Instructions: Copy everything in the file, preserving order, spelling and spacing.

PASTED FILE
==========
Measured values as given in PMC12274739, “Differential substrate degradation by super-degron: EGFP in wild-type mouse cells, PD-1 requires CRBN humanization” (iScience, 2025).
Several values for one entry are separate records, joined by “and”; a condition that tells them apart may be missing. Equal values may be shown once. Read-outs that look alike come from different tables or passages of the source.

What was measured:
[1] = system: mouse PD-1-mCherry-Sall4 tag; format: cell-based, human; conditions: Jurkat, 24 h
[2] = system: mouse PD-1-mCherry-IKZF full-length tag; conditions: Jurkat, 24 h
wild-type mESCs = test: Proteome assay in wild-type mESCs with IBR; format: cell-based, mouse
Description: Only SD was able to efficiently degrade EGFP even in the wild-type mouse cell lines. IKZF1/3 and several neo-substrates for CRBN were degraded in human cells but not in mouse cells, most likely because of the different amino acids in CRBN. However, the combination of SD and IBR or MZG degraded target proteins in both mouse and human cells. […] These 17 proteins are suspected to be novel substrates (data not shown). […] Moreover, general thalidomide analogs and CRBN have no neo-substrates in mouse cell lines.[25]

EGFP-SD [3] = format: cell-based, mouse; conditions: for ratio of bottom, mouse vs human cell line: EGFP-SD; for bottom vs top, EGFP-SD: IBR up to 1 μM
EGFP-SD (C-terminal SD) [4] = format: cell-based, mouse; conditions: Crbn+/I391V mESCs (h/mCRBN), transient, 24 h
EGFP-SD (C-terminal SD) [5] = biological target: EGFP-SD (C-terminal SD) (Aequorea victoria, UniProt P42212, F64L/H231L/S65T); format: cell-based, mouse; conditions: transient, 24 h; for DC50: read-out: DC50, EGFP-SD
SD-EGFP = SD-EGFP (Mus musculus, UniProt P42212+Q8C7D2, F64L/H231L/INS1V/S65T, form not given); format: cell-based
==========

Measured values as given in PMC12274739, “Differential substrate degradation by super-degron: EGFP in wild-type mouse cells, PD-1 requires CRBN humanization” (iScience, 2025).
Several values for one entry are separate records, joined by “and”; a condition that tells them apart may be missing. Equal values may be shown once. Read-outs that look alike come from different tables or passages of the source.

What was measured:
[1] = system: mouse PD-1-mCherry-Sall4 tag; format: cell-based, human; conditions: Jurkat, 24 h
[2] = system: mouse PD-1-mCherry-IKZF full-length tag; conditions: Jurkat, 24 h
wild-type mESCs = test: Proteome assay in wild-type mESCs with IBR; format: cell-based, mouse
Description: Only SD was able to efficiently degrade EGFP even in the wild-type mouse cell lines. IKZF1/3 and several neo-substrates for CRBN were degraded in human cells but not in mouse cells, most likely because of the different amino acids in CRBN. However, the combination of SD and IBR or MZG degraded target proteins in both mouse and human cells. […] These 17 proteins are suspected to be novel substrates (data not shown). […] Moreover, general thalidomide analogs and CRBN have no neo-substrates in mouse cell lines.[25]

EGFP-SD [3] = format: cell-based, mouse; conditions: for ratio of bottom, mouse vs human cell line: EGFP-SD; for bottom vs top, EGFP-SD: IBR up to 1 μM
EGFP-SD (C-terminal SD) [4] = format: cell-based, mouse; conditions: Crbn+/I391V mESCs (h/mCRBN), transient, 24 h
EGFP-SD (C-terminal SD) [5] = biological target: EGFP-SD (C-terminal SD) (Aequorea victoria, UniProt P42212, F64L/H231L/S65T); format: cell-based, mouse; conditions: transient, 24 h; for DC50: read-out: DC50, EGFP-SD
SD-EGFP = SD-EGFP (Mus musculus, UniProt P42212+Q8C7D2, F64L/H231L/INS1V/S65T, form not given); format: cell-based